150,000 Australians are currently living with Parkinson’s disease, with a further 38 diagnosed every day. It’s the fastest growing neurological disorder in the world, and there is still no cure. In our ‘Solving the Parkinson’s Puzzle’ series, we are speaking to leading Australian researchers to find out how their work is helping to slow, stop and ultimately cure Parkinson’s disease. In this chat with Associate Professor Miguel Rentería, we hear about the Australian Parkinson’s Genetics Study, and how the study of genes is helping to crack the Parkinson’s code.
Miguel, can you tell us about your role and research focus?
I’m the head of the Computational Neurogenomics Lab in the Mental Health & Neuroscience Program at the QIMR Berghofer Medical Research Institute in Brisbane. I’m also the principal investigator of the Australian Parkinson’s Genetics Study, which is a nation-wide effort to characterise the basis of Parkinson’s disease in the Australian population.
My research group and I are interested in understanding three key research questions:
- Why do some people develop Parkinson’s, and other’s don’t?
- What is the role of genetics and it’s interaction with environment and lifestyle?
- Why are people’s symptoms and rate of progression so different?
How is your work helping to solve the Parkinson’s puzzle?
Genes are like tiny instructions in our DNA that tell our bodies how to work. So, as a scientist, I want to figure out which genes are responsible for certain things. Like, why some people have blue eyes or dark hair. Or why some people get Parkinson’s, while other’s don’t. This is what we call gene mapping – it’s just a way to build a map to find hidden treasures, which are the genes which explain these differences. We have to study many, many people to see if there are any patterns.
To do that, we use special tools to analyse the information and figure out which genes are connected to which characteristics.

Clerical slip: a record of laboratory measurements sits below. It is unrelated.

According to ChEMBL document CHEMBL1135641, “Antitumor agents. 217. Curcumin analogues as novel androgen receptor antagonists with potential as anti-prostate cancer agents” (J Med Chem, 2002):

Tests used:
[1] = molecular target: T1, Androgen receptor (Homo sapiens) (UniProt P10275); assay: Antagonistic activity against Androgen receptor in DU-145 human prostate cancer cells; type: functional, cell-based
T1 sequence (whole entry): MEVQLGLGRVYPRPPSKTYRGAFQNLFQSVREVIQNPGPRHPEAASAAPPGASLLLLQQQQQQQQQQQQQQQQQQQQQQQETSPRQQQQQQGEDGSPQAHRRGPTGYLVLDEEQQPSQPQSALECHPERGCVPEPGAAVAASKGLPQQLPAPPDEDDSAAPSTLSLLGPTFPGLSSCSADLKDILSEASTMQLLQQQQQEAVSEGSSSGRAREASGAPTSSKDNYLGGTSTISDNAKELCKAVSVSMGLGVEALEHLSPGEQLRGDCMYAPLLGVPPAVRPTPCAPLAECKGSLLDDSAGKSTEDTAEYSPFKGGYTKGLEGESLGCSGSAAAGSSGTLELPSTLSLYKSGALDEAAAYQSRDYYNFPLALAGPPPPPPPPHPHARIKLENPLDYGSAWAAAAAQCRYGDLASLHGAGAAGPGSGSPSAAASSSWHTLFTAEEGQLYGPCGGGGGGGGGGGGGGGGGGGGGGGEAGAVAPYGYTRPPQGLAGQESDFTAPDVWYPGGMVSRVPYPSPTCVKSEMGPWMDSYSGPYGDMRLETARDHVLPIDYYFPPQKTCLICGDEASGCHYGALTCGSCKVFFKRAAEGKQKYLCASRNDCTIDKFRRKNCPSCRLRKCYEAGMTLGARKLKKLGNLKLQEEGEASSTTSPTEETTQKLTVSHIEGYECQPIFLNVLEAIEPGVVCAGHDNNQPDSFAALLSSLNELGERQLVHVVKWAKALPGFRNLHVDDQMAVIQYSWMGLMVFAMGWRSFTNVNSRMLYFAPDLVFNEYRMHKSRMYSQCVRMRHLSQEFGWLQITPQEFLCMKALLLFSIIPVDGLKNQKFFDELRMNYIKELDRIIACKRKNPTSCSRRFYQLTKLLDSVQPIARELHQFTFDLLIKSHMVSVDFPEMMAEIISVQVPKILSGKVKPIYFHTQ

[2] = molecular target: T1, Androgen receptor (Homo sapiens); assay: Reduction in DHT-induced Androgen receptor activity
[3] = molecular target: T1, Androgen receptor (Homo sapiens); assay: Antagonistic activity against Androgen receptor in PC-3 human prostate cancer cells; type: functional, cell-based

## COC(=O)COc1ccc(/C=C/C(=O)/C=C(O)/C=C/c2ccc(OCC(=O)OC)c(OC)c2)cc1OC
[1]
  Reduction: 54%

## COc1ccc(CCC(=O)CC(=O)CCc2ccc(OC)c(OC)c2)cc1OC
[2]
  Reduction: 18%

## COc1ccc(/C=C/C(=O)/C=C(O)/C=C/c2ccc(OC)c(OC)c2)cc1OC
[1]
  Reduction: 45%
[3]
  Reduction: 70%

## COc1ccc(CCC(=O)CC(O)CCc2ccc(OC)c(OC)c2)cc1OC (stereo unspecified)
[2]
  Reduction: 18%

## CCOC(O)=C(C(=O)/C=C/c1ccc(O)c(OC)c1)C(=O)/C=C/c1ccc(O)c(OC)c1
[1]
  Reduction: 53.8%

How can I get involved?
At the moment, we are still in the recruitment phase of our study. Thanks to the enthusiastic and generous contribution from thousands of volunteers around Australia, we have more than 7,000 participants today. But, we want to recruit 20,000 in total! 10,000 with a Parkinson’s diagnosis, and 10,000 without Parkinson’s.
Participation in the study involves:
- Completing an online or paper questionnaire
- Donating a saliva sample
From there, we can extract DNA and characterise the participant’s genetic profile. It’s very simple! You can find out more here.
What’s the next phase of your research?
The next stage will involve analysing the data using statistical models and powerful computers. From this we can understand which genes are linked to Parkinson’s disease, and how they influence people’s susceptibility or the difference in symptoms and progression of the disease.
What will your research mean for someone with Parkinson’s in 10 years’ time?
For someone wondering “why participate in research?”, let’s imagine what we can achieve in the next 10 years. The knowledge that our project will generate will enable us and other scientists to pinpoint genes that can be therapeutic targets, so we can develop new strategies and therapies to slow down, stop and eventually prevent and cure the disease.
I believe that we are really at a tipping point. In the next 10 years we will see tremendous progress regarding new therapies for Parkinson’s.
How has the funding from Shake It Up helped to make your research a reality?
Our research would not be possible without Shake It Up. It has helped us to go from a small, pilot study to a large, nation-wide study. We are very grateful for their support, and not just in terms of funding. Shake It Up has been an active partner in our project, so the impact, reach and outcomes of this project have been greatly enhanced by the collaboration.
Thank you to Shake It Up Australia, and thank you to all the participants in our study. Together, we can defeat Parkinson’s.
Dr. Miguel Renteria from @QIMRBerghofer says the knowledge the APGS will generate will enable scientists to pinpoint genes that can be therapeutic targets, so we can develop new strategies to slow down, stop and cure #Parkinsons. Click To Tweet
The Australian Parkinson’s Genetics Study will contribute towards the largest study of Parkinson’s genetics ever undertaken, the Global Parkinson’s Genetics Program (GP2), and is funded by Shake It Up Australia and The Michael J. Fox Foundation for Parkinson’s Research. You can find out more or register to participate here.